As soon as we were settled in Laurelhurst, Daddy decided that in addition to Mary's, Darsie's and my singing, piano, ballet, folk dancing, French and dramatics and Cleve's clarinet lessons, we should all have lessons in general usefulness and self-reliance. His first step in this direction was to have Mary and Cleve and me paint the roof of our three-story house. The roof was to be red and we were each given a bucket of paint, a wide brush, a ladder and some vague general instructions about painting. It seems that there was a shortage of ladders so Cleve and I were on the same one—he was just a rung or two ahead of me and both of us biting our lips and dipping our brushes and slapping on the red paint for all we were worth. We weren't working hard because we liked this job; we didn't, we just thought it was another one of Daddy's damnfool notions and we wanted to get it over with as quickly as possible. Cleve and I had just finished the small area over the back porch and were moving up when something went wrong and Cleve dumped his bucket of paint over my head and down the back of my neck. Gammy cleaned me off with turpentine but she grumbled about it and said, "It's a wonder to me you aren't all dead with the ideas some Men get." We finished the roof, though, with Daddy lowering me by the heels so that I could paint the dormers of the attic, but it was a scary, slippery job and was an outstanding failure as far as a lesson in self-reliance was concerned. Daddy's next step was the purchase of a .22 rifle and a huge target. Gammy had hysterics. "
Guns
," she bawled, "Guns are for Huns and heathens. Those children will kill each other—please, Darsie, don't give them a gun." So we learned to shoot. Mary and I were both rather nearsighted and very poor shots but Cleve was a good shot and practised all the time. Cleve became such an expert marksman that he took up hunting when he was only ten years old and Daddy thought it was a fine idea until Cleve drew a bead and fired at a quail that was perched on the sill of a huge curved bay window of a neighbor's house. None of the neighbors was killed but the bay window was very expensive and so the gun was put away for a while and Daddy bought us an enormous bow and arrow and a big straw target. While he and Cleve were practising archery, Mary and I were learning to cook. Mother supervised this herself as she was a marvellous cook and Gammy was the world's worst. Mother taught us to put a pinch of clove and lots of onion in with a pot roast; to make French dressing with olive oil and to rub the bowl with garlic; to make mayonnaise and Thousand Island dressing; to cook a sliver of onion with string beans; never to mash potatoes until just before serving; to measure the ingredients for coffee; and always to scald out the teapot.

Gammy taught us that when you bake a cake you put in anything you can lay your hands on. A little onion, several old jars of jam, leftover batter cake dough, the rest of the syrup in the jug, a few grapes, cherries, raisins, plums or dates, and always to use drippings instead of butter or shortening. Her cakes were simply dreadful—heavy and tan and full of seeds and pits. She made a great show of having her feelings hurt if we didn't eat these cakes but I really think she only offered them to us as a sort of character test because if we were strong and refused, she'd throw them out to the dogs or chickens without a qualm.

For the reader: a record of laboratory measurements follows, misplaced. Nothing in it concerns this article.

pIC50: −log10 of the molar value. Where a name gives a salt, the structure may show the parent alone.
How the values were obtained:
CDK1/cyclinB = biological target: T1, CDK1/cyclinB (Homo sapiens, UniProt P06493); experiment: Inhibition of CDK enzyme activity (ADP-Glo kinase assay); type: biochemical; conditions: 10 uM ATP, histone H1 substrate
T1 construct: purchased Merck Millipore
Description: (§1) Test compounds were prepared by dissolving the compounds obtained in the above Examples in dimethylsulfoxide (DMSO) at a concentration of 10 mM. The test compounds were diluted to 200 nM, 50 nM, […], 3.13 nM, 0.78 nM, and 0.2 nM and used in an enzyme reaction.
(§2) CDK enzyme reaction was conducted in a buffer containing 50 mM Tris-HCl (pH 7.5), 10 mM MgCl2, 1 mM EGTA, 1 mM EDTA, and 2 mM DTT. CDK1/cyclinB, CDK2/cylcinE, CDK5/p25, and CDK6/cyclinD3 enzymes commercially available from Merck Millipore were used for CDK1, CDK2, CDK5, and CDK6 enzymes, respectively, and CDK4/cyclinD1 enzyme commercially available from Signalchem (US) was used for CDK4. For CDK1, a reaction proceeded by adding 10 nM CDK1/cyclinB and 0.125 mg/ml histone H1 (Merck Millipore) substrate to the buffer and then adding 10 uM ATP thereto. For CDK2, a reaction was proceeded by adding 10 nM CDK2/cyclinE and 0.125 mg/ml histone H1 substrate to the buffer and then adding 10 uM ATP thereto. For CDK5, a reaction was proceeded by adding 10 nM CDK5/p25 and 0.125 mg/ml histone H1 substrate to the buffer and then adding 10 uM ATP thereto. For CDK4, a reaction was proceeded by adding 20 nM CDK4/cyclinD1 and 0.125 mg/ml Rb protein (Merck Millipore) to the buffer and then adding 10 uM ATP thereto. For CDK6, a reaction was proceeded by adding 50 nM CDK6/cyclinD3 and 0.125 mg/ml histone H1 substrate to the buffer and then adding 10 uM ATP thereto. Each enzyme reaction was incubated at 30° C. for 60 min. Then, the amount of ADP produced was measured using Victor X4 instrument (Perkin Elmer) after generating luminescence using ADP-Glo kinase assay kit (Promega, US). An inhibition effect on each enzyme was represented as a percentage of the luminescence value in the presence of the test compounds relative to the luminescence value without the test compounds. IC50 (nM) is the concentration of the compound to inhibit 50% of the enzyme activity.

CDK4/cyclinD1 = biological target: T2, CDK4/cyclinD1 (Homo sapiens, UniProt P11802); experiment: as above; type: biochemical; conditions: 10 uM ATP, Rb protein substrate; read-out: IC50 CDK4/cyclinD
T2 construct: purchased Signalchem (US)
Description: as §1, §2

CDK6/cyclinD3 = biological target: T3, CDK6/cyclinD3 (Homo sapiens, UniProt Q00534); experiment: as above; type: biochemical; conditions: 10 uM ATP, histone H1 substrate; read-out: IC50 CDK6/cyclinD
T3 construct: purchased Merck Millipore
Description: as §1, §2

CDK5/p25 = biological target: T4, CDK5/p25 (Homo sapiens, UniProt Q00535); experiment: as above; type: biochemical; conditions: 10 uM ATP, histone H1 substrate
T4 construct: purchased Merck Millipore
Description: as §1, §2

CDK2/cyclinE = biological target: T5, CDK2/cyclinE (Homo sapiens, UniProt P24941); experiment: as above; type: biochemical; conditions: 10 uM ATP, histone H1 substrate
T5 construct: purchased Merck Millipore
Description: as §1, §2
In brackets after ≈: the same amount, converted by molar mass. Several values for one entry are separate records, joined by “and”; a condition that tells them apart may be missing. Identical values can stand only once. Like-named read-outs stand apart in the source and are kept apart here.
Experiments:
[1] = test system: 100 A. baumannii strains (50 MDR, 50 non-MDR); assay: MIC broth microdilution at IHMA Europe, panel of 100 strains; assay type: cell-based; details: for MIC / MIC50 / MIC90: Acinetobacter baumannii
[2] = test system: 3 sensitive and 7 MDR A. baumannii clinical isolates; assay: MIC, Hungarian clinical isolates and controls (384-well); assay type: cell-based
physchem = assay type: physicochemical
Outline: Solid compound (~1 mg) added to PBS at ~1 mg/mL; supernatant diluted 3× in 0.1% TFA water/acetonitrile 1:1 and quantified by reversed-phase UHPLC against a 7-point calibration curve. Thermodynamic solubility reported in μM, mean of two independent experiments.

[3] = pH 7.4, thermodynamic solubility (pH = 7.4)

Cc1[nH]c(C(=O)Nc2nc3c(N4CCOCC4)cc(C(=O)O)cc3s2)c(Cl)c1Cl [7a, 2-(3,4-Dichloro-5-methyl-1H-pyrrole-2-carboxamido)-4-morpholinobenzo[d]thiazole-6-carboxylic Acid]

Gammy said she did not believe in waste and she nearly drove our maids crazy by filling up the icebox with little dishes containing one pea, three string beans, a quarter of a teaspoonful of jam or a slightly used slice of lemon. If Mother finally demanded a cleanup and began jerking dishes out of the refrigerator and throwing stuff away, Gammy would become very huffy and go out and get a twenty-five pound sack of flour and hand it to Mother, saying, "Go on, throw this away too. Waste seems to be the order of the day." Gammy made great big terrible cookies, too. Into these she put the same ingredients she put in the cakes but added much more flour. These cookies were big and round and about half an inch thick. They stuck to the roof of the mouth and had no taste. What to do with them became quite a problem when we finally settled down and weren't moving around any more. They were stacking up alarmingly in the kitchen and lying around the back porch untouched when the Warrens moved across the street from us. The Warrens had a beautiful colonial house and two cars, but their children—there were four of them, two boys and two girls—ate dog biscuits. Why, I don't know, but they did. Mrs. Warren kept a one-hundred-pound sack on the back porch and the little Warrens filled their pockets after school and nibbled at them while playing Kick the Can. We tried some once, and they weren't much of a shock after Gammy's cakes but we didn't care for the rather bitter tang they had—it was no doubt the dried blood and bone. One day the Warren children stopped at our house before going home for their dog biscuits and Gammy happened to be baking cookies (she happened to be baking cookies about six days a week—she said that they were cheap and filling and would save on the grocery bill) and she forced us all to take some. The Warrens liked them. We were amazed and took a few tentative bites ourselves to see if these cookies might be different. But they weren't. They were the same big stuffy, tasteless things they had always been, but I guess compared to dog biscuit they were delicious because the Warrens begged for more and the suckers got them. All they could eat and all we couldn't eat. From that day on they ate all Gammy's output and we didn't have to flinch as we watched her pour the rest of the French dressing and a jar of "working" plums into her cookie dough.